With the S&P 500 Index challenging new highs day after day, what is a bit perplexing is the continual bid that has appeared in U.S. Treasury bonds across various durations. On Thursday, the yield on the 10-year Treasury note dropped below 1.8% for the first time since December.
For one can look at iShares Barclays 20+ Year Treasury Bond (NYSEArca: TLT) — Expense Ratio 0.15% — for example, and note that the product is trading at its highest levels since late February of this year, and it has risen about 3.5% from its mid-March lows to current levels.
Typically in periods of unabated equity bullishness, we have seen treasuries sell-off hard, generally accompanied by heavy shorting activity either via put buying in TLT itself if not shorting the underlying ETF, and another popular trade has been outright call buying in TBT (ProShares UltraShort 20+ Year Treasury ETF, Expense Ratio 0.95%).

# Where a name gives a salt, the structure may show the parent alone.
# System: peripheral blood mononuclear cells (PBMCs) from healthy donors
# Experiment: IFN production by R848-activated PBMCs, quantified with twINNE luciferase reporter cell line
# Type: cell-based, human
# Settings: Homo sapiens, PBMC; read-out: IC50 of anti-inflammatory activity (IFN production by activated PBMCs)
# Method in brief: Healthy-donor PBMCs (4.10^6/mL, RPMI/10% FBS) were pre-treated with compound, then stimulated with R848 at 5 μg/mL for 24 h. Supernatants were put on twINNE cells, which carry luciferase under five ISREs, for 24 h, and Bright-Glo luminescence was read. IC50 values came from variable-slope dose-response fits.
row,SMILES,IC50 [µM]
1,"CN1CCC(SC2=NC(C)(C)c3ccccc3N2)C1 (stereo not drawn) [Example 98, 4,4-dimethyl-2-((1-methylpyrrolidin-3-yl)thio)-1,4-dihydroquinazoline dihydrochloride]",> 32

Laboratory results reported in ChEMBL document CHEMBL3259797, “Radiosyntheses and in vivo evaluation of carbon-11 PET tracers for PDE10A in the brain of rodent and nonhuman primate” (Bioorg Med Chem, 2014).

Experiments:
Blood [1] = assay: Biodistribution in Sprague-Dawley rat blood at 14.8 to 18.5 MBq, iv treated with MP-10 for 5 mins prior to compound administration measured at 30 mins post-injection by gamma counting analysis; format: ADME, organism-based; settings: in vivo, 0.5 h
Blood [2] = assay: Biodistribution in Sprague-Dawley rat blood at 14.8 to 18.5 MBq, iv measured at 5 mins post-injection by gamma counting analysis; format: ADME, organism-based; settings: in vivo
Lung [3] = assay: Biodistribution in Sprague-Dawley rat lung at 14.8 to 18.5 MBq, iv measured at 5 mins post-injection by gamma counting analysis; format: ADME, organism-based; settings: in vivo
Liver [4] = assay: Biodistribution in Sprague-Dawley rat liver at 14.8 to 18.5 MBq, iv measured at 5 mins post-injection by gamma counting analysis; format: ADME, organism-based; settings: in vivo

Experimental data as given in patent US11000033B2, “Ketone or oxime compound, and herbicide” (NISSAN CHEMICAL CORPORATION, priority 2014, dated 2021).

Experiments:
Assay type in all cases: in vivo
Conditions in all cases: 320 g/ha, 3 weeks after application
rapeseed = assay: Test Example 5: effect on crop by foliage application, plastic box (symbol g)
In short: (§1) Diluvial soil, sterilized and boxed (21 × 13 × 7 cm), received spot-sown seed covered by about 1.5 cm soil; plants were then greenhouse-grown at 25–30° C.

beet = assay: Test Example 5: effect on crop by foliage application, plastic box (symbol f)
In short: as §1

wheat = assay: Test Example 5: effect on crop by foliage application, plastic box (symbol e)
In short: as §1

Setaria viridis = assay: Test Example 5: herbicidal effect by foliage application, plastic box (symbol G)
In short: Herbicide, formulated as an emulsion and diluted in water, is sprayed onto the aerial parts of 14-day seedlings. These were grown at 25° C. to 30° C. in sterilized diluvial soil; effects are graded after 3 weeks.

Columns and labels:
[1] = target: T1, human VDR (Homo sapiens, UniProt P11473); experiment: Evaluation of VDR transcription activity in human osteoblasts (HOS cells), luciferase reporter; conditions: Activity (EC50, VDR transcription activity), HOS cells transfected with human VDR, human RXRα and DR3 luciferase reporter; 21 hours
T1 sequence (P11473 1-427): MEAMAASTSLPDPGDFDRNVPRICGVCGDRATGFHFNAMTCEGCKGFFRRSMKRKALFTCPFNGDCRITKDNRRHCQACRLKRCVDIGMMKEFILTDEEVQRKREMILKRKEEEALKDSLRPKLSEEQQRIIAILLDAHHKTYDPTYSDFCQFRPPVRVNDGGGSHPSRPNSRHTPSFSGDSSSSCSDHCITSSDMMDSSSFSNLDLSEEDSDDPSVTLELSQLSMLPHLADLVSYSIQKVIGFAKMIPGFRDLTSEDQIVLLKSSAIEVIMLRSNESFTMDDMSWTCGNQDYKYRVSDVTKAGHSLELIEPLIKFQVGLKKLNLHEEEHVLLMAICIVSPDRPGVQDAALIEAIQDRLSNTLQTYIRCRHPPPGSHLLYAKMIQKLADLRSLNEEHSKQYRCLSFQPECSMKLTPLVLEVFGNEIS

TBT, like TMV (Direxion Daily 20 Year Plus Treasury Bear 3X, Expense Ratio 0.95%) are structured as daily levered inverse products, have taken it on the chin recently, trading at their lowest levels in a month.
In the past several weeks, options flows have been downright quiet in both TLT and TBT given the steady rise of treasury bond prices (in lockstep with equity prices rallying), and the dichotomy between recent price trends of the two asset classes given what conventional thought would predict, is hard to ignore.
For, there has been no shortage of “Bond Bears” whom have been eager to get short treasuries (looking for lower bond prices and thus higher yields), especially predicting that institutional managers will wholesale make asset allocation changes away from bonds and into equities as conditions improve.